Sinatra and Riddle achieved another peak in Only the Lonely (1958), a reflective album that avoids the sepulchral gloom of the Gordon Jenkins records by putting Sinatra musically in the world instead of in a room by himself at 3 A.M.; the cautious bounce of jazz-inflected rhythms and the impressionistic foliage of brass and woodwind choirs in Riddle’s forty-six-piece ensemble prompted performances from Sinatra less solemn than those with Jenkins’s ghostly strings and horns. For Nice ‘N’ Easy (1960), their last great collaboration, Riddle pared the orchestra back to thirty pieces. All but one of the twelve songs are standards that Sinatra had recorded between 1940 and 1950. Riddle’s smoothest arrangements for Sinatra enhance his cool mastery of ballad phrasing. Sinatra stopped acting songs; the album is above all a demonstration of technique.

Sinatra’s Capitol years ended when Warner Bros., then a nascent corporate giant, offered Sinatra his own label, Reprise, in 1961. Unwilling and probably unable to come to terms with rock’s technology, he continued to sort through his past, as he had on Nice ‘N’ Easy. While Sinatra’s Reprise catalogue is rich, it’s spottier than his Capitol output, and the explorations of mature aspirations are frozen into patterns. Sinatra the symbol rose above Sinatra the interpreter.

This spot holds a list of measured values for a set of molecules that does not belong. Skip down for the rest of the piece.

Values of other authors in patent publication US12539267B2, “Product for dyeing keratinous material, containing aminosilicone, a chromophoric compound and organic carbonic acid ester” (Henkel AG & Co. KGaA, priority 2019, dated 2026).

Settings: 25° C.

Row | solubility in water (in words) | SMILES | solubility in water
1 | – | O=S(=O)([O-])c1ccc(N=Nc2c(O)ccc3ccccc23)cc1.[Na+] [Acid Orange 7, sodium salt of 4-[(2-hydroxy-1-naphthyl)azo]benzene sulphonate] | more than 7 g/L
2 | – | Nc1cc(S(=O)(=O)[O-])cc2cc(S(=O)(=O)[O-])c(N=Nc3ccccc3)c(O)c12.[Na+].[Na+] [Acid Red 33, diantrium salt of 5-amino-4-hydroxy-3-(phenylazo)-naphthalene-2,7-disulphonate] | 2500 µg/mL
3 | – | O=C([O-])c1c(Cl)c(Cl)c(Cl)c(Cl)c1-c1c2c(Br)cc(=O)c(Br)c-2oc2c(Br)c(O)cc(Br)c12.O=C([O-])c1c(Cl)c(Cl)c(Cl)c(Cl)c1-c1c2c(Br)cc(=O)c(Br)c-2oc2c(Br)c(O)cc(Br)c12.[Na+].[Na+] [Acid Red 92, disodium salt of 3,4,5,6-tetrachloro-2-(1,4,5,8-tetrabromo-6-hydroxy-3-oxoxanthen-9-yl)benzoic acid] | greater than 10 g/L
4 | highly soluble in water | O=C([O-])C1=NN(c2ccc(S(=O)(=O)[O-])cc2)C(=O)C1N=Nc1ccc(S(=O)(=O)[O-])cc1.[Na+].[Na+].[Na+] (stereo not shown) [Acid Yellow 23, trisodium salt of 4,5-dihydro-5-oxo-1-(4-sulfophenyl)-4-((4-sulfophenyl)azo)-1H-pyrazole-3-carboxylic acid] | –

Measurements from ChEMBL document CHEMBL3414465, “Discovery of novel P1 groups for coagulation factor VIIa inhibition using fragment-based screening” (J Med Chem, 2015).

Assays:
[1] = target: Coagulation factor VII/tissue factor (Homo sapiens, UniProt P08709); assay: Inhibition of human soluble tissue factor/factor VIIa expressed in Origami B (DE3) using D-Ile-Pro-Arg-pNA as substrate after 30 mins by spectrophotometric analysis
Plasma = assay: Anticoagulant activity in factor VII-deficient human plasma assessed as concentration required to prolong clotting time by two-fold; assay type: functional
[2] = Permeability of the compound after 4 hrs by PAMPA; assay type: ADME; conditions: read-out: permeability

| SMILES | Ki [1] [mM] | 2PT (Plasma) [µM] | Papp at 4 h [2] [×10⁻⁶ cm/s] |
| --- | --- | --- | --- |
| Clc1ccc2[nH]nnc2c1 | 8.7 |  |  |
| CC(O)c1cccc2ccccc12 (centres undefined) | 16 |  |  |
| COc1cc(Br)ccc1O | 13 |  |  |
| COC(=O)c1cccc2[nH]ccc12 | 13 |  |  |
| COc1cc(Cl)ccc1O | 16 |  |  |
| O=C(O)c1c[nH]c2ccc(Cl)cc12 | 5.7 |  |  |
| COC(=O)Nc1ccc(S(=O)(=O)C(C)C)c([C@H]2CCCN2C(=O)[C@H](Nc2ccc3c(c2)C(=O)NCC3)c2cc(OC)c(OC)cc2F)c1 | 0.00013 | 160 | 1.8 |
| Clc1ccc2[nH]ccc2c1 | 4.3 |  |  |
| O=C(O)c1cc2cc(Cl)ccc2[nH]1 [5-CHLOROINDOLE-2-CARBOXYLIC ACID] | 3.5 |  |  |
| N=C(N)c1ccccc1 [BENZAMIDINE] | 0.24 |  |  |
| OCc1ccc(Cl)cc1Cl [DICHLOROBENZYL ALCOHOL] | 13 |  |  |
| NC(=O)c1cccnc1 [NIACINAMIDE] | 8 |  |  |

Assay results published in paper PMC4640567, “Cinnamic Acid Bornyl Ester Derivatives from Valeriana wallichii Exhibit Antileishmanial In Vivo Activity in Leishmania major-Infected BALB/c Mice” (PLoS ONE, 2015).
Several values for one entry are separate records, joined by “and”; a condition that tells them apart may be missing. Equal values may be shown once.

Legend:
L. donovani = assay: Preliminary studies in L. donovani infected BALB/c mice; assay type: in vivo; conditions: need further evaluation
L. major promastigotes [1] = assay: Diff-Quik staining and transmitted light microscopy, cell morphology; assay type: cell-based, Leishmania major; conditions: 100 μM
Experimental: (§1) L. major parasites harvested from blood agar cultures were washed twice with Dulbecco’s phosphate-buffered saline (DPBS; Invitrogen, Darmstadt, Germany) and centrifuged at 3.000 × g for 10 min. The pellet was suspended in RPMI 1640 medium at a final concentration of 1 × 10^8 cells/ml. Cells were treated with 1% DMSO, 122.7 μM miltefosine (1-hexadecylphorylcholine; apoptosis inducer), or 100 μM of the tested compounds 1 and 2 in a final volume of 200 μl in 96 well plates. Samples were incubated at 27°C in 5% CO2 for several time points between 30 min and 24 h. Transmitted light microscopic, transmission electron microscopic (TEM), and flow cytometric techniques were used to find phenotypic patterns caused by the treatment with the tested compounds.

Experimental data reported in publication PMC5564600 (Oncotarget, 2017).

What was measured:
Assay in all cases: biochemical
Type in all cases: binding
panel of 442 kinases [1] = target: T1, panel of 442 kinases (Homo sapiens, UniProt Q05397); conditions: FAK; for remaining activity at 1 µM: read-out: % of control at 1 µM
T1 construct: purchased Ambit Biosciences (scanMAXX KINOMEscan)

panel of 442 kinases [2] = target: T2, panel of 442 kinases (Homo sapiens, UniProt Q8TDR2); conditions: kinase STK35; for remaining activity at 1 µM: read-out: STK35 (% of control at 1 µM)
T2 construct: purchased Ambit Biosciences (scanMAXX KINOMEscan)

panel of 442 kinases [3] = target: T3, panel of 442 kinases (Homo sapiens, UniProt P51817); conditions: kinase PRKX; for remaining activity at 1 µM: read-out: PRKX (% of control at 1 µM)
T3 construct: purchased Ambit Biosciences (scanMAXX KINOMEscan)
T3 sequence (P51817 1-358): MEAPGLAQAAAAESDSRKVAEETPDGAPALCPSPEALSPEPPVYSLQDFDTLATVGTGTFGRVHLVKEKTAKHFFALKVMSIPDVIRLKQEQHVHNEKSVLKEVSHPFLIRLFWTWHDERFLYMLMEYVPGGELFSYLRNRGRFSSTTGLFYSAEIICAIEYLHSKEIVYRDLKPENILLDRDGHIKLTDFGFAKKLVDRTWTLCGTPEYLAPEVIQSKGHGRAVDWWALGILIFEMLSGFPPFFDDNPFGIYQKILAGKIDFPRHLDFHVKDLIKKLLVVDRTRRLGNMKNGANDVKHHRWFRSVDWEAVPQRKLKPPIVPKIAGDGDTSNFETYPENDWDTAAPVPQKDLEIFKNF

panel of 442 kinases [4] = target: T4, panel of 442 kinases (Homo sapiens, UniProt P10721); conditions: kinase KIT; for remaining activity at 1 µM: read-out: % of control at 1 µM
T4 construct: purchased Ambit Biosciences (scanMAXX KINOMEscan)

IN THE SIXTIES, when the rock-androll culture wrested the airwaves from pop traditionalists and made the rock LP album the musical art form of a generation, Sinatra seemed to have no place in the revolution, which in the end turned out to be more technological than cultural. Today, as we look back, very little of the billions of dollars’ worth of corporate merchandise marketed as artistically worthy rock seems to have any enduring value.

In 1969, the turmoils and victories of people reaching middle age were of no concern to a generation so contemptuous of its elders that it cherished Pete Townshend’s sneer “Hope I die before I get old.” But to those of us who are still alive, the “chairman of the board” no longer looms as a disapproving surrogate parent; he has become an adult role model for how to make it to the top and stay there.

If “true love"—epitomized by Sinatra crooning “All or Nothing at All” or “Nancy” or “Dream”—was a false salvation for the parents of the Woodstock generation, the sexual revolution has proven just as false an ideal. The rock generation may have won the opportunity to prolong adolescent pleasure-seeking for as long as it liked, but it didn’t anticipate the complexity of middle-age desires.

What, then, is there to pursue? The albums explore every avenue of possibility except religion: knowledge, reflection, friendship, travel, “swinging” in most of its manifestations, and, finally, accomplishment and power.

One wouldn’t ordinarily expect a singer to communicate so much lived experience. But Sinatra’s greatness is his ability to lay bare the emotional facts. These albums are about continuing, and not only continuing but trying to get better in spite of the realities of aging. They are heroic feats of self-generation, of finding more with less and gaining in the struggle a reason for going on.